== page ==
For those who still cannot get enough after my latest post on the Freedom of Information Act [“FOIA”], here are more nuggets from the Freedom of Information Commission [“FOIC”]. Today, we focus on written notes and calendar entries.
When are personal notes FOIA-able?
Generally, but not always, one’s own personal notes may be exempt from disclosure under the “preliminary drafts or notes” exception, provided that the notes are truly preliminary, as opposed to the actual finished product. In Aronow v. Executive Vice President, University of Connecticut Health Center, #FIC 2015-277 (December 16, 2015), a request was made for, inter alia, personal notes of an investigator assigned to conduct a labor relations investigation; the public agency declined to provide the notes. To be fair, both parties raised valid public policy arguments. The public agency claimed that disclosure of notes would lead to investigators limiting what they write down and thus compromising the effectiveness of investigations; on the other hand, the complainant asserted that it is important for the public to see such notes to ensure that all relevant allegations were actually investigated.
The FOIC agreed with the agency that the notes were exempt from disclosure. The FOIC noted that the notes at issue (some typed and others handwritten) were not completed documents but rather contemporaneous notations of steps that had been or were being taken during an investigation. Specifically, these notes reflected the investigator’s attempt to keep track of witness statements (including concerns and impressions of credibility) and possible next steps. The FOIC also ruled that the agency did not err in determining that the public interest in withholding the documents outweighed the public interest in disclosure (as is a necessary prerequisite under the FOIA’s “preliminary drafts or notes” exception). The FOIC found that the notes were solely for the personal use of the investigator, in order to recall relevant details when the final investigative report was eventually written, and the agency understandably feared that investigators would be too circumspect in note taking if they knew that their notes would eventually be disclosed.
Ironically, in the same case, the FOIC rejected the agency’s attempt to assert the “preliminary draft or notes” exception for certain other documents, namely, communications that were not “preliminary” but rather completed communications between the investigators and other individuals. Unlike the notes discussed above, these communications were not for personal use but rather circulated with other individuals; in addition, many of these communications dealt with scheduling issues (as opposed to substantive issues), thus diminishing any public interest in withholding the documents.
Lessons? I indicated previously that the “preliminary drafts or notes” exception is often misunderstood. Understanding the Connecticut Freedom of Information Act and Access to Public Meetings and Records, by Mark J. Sommaruga (4th Edition, 2013), p. 53. The Aronow decision is useful in providing some context to the exception. Generally speaking, notes that are both personal and preliminary (and are used to help create a final document but are not the final document) can likely be withheld. As one can see, whether the notes are handwritten or typed is irrelevant for the FOIC’s determination as to whether a document is exempt from disclosure.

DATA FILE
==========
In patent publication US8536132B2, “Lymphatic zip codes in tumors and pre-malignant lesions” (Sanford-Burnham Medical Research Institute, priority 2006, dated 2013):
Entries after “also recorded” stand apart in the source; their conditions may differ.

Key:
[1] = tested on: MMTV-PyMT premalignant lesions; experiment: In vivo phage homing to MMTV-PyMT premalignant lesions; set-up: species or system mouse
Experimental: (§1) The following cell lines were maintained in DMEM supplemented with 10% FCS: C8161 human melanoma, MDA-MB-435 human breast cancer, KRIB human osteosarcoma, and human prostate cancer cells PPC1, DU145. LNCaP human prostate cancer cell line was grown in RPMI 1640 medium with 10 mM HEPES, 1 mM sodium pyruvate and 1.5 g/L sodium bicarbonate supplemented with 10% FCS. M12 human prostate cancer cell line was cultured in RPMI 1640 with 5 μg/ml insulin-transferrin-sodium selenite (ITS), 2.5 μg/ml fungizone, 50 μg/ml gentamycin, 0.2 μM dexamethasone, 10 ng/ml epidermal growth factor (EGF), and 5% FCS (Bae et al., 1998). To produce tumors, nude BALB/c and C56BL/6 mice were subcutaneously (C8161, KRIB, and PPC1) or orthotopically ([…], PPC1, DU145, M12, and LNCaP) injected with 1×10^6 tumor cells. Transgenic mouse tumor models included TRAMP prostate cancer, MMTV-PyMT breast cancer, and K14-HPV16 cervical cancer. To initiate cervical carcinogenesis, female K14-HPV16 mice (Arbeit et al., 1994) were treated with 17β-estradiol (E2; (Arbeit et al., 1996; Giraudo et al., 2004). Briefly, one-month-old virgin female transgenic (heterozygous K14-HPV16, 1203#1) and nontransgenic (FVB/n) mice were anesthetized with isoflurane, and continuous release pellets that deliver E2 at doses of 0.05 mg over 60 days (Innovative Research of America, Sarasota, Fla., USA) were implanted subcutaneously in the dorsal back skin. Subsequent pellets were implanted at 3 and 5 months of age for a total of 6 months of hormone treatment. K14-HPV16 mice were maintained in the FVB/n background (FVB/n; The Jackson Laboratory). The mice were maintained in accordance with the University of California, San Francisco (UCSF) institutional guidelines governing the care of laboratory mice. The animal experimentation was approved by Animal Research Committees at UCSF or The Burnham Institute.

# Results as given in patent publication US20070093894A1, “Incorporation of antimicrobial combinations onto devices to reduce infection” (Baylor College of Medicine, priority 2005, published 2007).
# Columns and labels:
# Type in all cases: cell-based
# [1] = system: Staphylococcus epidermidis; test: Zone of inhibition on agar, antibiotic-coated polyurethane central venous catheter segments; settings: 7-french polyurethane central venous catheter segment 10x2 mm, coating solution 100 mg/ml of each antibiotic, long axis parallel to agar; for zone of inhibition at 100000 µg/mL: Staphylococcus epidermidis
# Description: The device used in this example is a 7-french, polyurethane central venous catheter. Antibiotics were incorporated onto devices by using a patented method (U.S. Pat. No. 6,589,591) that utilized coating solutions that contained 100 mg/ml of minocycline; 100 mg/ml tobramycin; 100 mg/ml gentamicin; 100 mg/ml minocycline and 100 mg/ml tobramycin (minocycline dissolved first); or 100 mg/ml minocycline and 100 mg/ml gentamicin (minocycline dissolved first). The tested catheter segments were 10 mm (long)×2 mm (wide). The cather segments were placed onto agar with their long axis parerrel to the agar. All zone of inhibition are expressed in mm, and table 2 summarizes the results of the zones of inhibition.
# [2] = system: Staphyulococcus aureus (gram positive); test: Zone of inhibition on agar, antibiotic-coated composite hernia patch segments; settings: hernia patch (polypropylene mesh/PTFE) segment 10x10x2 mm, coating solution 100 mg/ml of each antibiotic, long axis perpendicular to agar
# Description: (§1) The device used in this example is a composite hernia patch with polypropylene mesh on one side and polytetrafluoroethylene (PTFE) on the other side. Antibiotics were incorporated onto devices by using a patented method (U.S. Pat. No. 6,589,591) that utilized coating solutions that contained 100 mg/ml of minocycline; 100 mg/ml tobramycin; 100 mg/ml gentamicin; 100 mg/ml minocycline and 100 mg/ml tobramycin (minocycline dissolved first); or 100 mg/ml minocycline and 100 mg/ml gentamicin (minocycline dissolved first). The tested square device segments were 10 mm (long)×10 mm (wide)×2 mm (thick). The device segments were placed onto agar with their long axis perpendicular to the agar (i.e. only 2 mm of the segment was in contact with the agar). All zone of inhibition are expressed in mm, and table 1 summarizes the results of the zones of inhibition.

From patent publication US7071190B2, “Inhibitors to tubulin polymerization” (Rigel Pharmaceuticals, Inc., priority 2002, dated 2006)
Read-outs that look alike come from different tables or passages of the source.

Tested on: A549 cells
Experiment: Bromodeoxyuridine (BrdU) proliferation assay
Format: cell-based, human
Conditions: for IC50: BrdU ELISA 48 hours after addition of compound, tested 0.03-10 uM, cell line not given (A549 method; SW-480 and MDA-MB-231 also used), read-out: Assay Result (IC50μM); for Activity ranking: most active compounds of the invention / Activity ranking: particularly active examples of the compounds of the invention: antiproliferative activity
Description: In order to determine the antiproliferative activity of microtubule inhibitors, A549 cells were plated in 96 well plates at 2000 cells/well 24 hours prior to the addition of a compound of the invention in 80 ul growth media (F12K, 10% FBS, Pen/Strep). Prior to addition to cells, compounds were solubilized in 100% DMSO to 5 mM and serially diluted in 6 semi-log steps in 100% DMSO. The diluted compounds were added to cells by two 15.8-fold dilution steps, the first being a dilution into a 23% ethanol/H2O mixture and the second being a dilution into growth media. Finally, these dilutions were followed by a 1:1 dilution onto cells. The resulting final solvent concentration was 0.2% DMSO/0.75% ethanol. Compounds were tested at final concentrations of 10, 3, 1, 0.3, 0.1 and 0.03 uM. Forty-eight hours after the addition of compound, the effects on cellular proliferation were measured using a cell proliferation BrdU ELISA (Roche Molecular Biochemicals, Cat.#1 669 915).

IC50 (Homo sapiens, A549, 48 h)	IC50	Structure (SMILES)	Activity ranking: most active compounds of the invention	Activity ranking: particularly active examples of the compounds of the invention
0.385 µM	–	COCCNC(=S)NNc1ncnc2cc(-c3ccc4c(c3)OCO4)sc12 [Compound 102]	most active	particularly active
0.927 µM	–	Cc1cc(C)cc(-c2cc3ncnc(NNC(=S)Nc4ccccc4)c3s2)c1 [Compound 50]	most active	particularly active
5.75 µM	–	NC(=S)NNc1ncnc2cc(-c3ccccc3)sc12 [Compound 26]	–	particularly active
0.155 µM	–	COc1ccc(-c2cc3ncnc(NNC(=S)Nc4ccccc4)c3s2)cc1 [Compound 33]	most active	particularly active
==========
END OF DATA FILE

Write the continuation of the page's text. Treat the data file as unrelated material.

Is your calendar a public record?
Brown v. Comptroller, State of Connecticut, #FIC 2015-055 (December 16, 2015) is a sprawling case that dealt with a plethora of issues. However, what intrigued me most about this case was a request for access to the professional appointments/meetings listed in an employee’s Outlook calendar. The FOIC ruled that certain entries did not relate to the employee’s professional appointments, and thus could be redacted. The FOIC also found that other calendar entries did pertain to professional appointments, and had to be disclosed.
Lessons? The FOIC did not expressly deal with the issue of the privacy rights of the employees, and did not explain in detail as to when a “personal” entry becomes a public record/public information. However, in a tertiary way, this case does touch upon the fact that sometimes public employees and agency members will list personal appointments in their official Outlook calendars, or use e-mail with respect to personal matters. While there is somewhat inconsistent FOIC guidance; Sommaruga, at pp. 41-43; generally, minor usage of public equipment for personal purposes by public agency employees does not necessarily concern the public, and therefore records relating to such use do not constitute “public records.” However, at some point, where the usage is inappropriate (for example, due to a significant volume of usage) or displays an inappropriate mixing of one’s professional and private life, then it becomes a matter of public concern and subject to disclosure.
These and other types of issues are discussed in more detail in Understanding the Connecticut Freedom of Information Act and Access to Public Meetings and Records, by Mark J. Sommaruga, Esq. To order a copy of this book, please click here.